Sports Medicine Surgeon: Career and Salary Facts

Research what it takes to become a sports medicine surgeon. Learn about education, training, licensure requirements and salary to find out if this is the career for you. Schools offering Kinesiology & Sport Science degrees can also be found in these popular choices.

What Is a Sports Medicine Surgeon?

Sports medicine surgeons, more commonly known as orthopaedic surgeons, provide diagnosis and treatment for musculoskeletal injuries and disorders that are caused by or affect athletic performance. In addition to performing surgical procedures, these professionals also offer nonsurgical treatments, provide athletes with nonsurgical rehabilitation strategies and counsel them on lifestyle changes that can support recovery and/or help them manage a particular condition. They commonly work in hospitals, academic medical centers and sports-focused health clinics.

The following chart provides an overview about becoming a sports medicine surgeon.

Degree Required Doctor of Medicine (M.D.), Doctor of Osteopathic Medicine (D.O.)
Training Required 5-year surgery residency followed by 1- to 2-year sports medicine fellowship
Licensure or Certification All states require doctors to be licensed; board certification is available
Key Responsibilities Examine, assess and diagnose athletic injuries; surgically repair or restore damage to bones, ligaments and musculoskeletal structures caused by athletic-related injuries or accidents
Job Growth (2014-2024) 14%for all physicians and surgeons*
Median Salary (2017) $450,974 for orthopaedic surgeons**

Source: *U.S. Bureau of Labor Statistics (BLS), **Salary.com

What Education Do I Need to be a Sports Medicine Surgeon?

Sports medicine surgeons specialize in the diagnosis and treatment of musculoskeletal issues common to athletes. Your pursuit of a career in this field should begin with a 4-year bachelor's degree program at an accredited university. While no particular major is necessary, your coursework must satisfy medical school prerequisites, including physics, general and organic chemistry, biology and some mathematics. Medical programs are highly selective, so you should focus on building a strong academic and extracurricular record.

The admissions process to medical school is extensive. You'll be required to submit transcripts, letters of recommendation, a personal statement and scores from the Medical College Admission Test (MCAT). Frequently, medical schools also require applicants to interview with an admissions officer.

Most medical programs grant the 4-year Doctor of Medicine (M.D.). Your medical school curriculum will include a variety of subjects, such as pathology, pharmacology, biochemistry, anatomy and physiology. You'll also complete clinical rotations and gain practice treating patients in a variety of medical specialties, such as pediatrics, psychiatry, internal medicine and surgery.

As an alternative to the M.D., several programs offer the Doctor of Osteopathic Medicine (D.O.). A D.O. program also lasts four years and can prepare you for the same type of work as an M.D. program; however, D.O. programs place more emphasis on holistic medicine and the musculoskeletal system.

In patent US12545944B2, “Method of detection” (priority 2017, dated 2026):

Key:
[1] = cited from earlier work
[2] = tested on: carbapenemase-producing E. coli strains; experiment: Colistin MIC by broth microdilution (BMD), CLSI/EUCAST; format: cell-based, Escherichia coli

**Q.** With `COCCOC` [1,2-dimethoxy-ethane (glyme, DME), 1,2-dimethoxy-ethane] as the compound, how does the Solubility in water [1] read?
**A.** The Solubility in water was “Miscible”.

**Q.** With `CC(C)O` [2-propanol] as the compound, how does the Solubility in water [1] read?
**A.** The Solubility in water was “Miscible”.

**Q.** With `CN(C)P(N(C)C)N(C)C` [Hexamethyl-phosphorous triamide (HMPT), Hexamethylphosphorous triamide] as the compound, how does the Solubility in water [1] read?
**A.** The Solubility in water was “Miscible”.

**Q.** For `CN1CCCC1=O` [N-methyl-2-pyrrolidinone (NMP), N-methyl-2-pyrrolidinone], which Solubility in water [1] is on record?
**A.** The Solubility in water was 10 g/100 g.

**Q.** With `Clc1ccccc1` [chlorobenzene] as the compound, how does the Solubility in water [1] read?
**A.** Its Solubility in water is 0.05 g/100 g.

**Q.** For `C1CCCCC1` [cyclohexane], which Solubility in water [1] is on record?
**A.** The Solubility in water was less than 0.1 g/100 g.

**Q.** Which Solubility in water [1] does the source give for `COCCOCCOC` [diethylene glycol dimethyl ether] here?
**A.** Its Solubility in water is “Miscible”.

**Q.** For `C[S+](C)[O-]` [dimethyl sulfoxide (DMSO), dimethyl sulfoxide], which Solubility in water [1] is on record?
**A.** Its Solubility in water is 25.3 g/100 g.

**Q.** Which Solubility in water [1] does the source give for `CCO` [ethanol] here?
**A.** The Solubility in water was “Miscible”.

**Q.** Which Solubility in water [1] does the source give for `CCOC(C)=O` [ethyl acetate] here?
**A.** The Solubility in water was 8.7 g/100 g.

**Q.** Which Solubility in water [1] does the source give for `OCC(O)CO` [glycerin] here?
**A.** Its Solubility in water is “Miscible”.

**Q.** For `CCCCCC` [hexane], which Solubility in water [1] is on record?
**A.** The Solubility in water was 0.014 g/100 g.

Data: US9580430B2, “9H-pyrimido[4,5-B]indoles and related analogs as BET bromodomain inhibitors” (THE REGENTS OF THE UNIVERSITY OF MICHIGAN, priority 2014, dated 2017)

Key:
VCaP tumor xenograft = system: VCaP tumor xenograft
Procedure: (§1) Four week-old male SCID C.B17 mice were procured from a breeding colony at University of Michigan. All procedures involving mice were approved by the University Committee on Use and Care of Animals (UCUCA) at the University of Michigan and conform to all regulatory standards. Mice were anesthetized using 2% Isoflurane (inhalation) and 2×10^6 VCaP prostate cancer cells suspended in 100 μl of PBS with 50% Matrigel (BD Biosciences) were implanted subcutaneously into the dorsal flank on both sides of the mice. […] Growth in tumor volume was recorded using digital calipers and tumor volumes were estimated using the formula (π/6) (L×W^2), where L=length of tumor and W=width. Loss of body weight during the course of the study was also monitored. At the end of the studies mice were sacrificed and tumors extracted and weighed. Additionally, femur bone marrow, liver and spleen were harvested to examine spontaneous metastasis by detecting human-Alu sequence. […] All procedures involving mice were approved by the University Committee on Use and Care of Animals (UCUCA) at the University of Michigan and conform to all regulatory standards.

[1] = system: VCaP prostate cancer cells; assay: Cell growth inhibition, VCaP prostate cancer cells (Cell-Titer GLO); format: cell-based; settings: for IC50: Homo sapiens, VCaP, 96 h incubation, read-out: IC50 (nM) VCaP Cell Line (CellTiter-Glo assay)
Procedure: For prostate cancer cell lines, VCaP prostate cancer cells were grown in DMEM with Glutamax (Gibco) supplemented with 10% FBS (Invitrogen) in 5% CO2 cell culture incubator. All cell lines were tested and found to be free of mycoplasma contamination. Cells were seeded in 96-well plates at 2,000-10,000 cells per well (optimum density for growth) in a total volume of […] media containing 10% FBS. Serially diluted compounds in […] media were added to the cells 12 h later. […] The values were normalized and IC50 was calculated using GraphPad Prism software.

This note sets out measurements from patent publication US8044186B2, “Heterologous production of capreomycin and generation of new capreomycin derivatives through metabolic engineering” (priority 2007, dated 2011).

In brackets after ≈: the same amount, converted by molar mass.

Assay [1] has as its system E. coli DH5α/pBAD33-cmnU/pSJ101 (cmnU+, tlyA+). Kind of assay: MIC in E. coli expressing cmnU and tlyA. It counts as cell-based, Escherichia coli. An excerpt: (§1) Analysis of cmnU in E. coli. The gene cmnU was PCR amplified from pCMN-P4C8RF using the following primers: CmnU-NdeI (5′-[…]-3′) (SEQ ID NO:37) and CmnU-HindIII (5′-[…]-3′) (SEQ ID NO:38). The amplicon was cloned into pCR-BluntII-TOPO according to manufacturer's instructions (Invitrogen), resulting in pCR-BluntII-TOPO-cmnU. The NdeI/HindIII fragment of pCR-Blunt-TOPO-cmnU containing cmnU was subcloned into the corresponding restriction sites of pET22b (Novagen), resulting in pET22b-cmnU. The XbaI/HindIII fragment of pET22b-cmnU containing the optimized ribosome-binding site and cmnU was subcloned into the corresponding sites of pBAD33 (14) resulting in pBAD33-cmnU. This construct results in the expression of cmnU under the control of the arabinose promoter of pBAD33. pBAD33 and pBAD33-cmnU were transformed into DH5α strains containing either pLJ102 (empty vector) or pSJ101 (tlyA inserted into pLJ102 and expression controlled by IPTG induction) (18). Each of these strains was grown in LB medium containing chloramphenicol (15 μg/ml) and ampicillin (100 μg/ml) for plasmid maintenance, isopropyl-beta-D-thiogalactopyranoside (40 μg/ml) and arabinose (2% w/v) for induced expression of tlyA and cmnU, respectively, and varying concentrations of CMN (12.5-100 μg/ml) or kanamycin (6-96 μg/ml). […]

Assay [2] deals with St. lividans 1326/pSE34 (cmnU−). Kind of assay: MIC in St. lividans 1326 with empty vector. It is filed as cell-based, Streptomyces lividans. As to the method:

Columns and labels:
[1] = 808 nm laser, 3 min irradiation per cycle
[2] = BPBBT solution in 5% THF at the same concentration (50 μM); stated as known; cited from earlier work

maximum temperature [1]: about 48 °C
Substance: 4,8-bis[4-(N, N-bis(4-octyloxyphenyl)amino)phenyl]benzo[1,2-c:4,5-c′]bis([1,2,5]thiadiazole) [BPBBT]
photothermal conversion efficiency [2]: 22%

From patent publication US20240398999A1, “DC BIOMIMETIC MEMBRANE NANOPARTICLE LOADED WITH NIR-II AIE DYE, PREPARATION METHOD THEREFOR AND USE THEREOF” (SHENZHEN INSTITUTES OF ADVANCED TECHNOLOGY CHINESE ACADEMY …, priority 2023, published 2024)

When Can I Practice?

Every U.S. state and territory requires that medical practitioners be licensed before taking up practice. Licensure as a physician entails passing the United States Medical Licensing Examination (USMLE) or the Comprehensive Osteopathic Medical Licensing Exam (COMLEX) and adhering to the regulatory practices of the individual state you intend to practice in.

Before you can practice as a sports medicine surgeon, you'll need to pursue an orthopaedic surgery residency to receive specialized training. You can expect your residency to last five years. During your first year, you'll receive training in general surgery, and your final four years will focus on orthopaedic surgery. You'll rotate through different subspecialties, such as sports medicine, joint replacement, orthopaedic trauma and orthopaedic oncology. You'll also receive didactic training through conferences or seminars.

Finally, after completing your residency, you'll need to complete a surgical sports medicine fellowship. Fellowships last 1-2 years. You'll gain experience performing surgeries to address sports-related conditions and attend lectures and conferences. You may also be required to conduct research.

What Kind of Salary Can I Expect?

According to Salary.com, orthopaedic surgeons made a median annual wage of $450,974 as of 2017. The top ten percent earned $703,951 or more, while the bottom ten percent earned $266,822 or less. Specific salary data was not available for orthopaedic surgeons who specialized in sports medicine surgery.

What Are Some Related Alternative Careers?

If you want to dedicate your career to helping athletes recover from injuries and manage musculoskeletal conditions, you could also consider a career as a physical therapist. Rather than a medical degree, this job requires a Doctor of Physical Therapy (DPT) degree. Alternatively, you could choose a post-medical school residency that prepares you to work as a general surgeon or as a specialist in a different area of the field, such as pediatric surgery or neurological surgery.

To continue researching, browse degree options below for course curriculum, prerequisites and financial aid information. Or, learn more about the subject by reading the related articles below:

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